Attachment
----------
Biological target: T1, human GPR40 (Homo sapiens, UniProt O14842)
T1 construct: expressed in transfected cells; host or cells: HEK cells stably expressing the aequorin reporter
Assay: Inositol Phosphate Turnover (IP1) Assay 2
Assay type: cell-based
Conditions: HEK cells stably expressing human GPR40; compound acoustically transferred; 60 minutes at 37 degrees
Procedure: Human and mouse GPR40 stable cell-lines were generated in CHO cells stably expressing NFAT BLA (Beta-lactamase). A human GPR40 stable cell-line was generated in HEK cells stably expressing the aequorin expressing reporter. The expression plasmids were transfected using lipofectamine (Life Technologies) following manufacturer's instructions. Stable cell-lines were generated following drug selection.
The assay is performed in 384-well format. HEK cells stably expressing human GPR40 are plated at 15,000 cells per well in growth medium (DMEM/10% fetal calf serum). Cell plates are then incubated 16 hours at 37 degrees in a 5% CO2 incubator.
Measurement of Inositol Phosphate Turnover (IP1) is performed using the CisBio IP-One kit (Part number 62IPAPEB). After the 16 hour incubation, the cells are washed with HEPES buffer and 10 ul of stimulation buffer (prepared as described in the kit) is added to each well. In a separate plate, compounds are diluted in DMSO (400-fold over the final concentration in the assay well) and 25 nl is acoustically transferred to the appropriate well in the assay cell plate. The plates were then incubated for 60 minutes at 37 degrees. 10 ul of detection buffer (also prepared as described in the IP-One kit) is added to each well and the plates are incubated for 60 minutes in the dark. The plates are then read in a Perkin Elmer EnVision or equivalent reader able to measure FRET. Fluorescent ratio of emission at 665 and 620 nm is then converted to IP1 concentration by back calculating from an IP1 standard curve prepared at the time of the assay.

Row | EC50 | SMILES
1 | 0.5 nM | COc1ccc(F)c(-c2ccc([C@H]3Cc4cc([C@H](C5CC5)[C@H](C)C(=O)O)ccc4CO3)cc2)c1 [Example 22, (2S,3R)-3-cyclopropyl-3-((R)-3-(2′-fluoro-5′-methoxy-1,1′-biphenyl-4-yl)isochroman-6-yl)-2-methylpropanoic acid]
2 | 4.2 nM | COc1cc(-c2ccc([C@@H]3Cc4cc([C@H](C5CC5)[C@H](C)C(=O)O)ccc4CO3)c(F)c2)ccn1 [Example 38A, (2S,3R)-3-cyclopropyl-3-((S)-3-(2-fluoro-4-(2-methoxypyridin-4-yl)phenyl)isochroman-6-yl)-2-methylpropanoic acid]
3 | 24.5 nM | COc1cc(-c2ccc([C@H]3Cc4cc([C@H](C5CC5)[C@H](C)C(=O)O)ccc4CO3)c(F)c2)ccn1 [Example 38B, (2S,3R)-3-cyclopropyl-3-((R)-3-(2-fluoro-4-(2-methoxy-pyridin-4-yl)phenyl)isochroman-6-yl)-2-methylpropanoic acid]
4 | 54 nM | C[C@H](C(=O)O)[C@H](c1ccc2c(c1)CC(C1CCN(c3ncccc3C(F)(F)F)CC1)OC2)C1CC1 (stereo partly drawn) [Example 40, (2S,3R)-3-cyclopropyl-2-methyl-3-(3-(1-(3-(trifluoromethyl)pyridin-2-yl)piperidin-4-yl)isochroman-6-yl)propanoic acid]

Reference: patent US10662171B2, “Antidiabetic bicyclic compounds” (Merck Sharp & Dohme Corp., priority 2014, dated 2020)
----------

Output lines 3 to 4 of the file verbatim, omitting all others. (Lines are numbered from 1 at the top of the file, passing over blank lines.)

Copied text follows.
Assay: Inositol Phosphate Turnover (IP1) Assay 2
Assay type: cell-based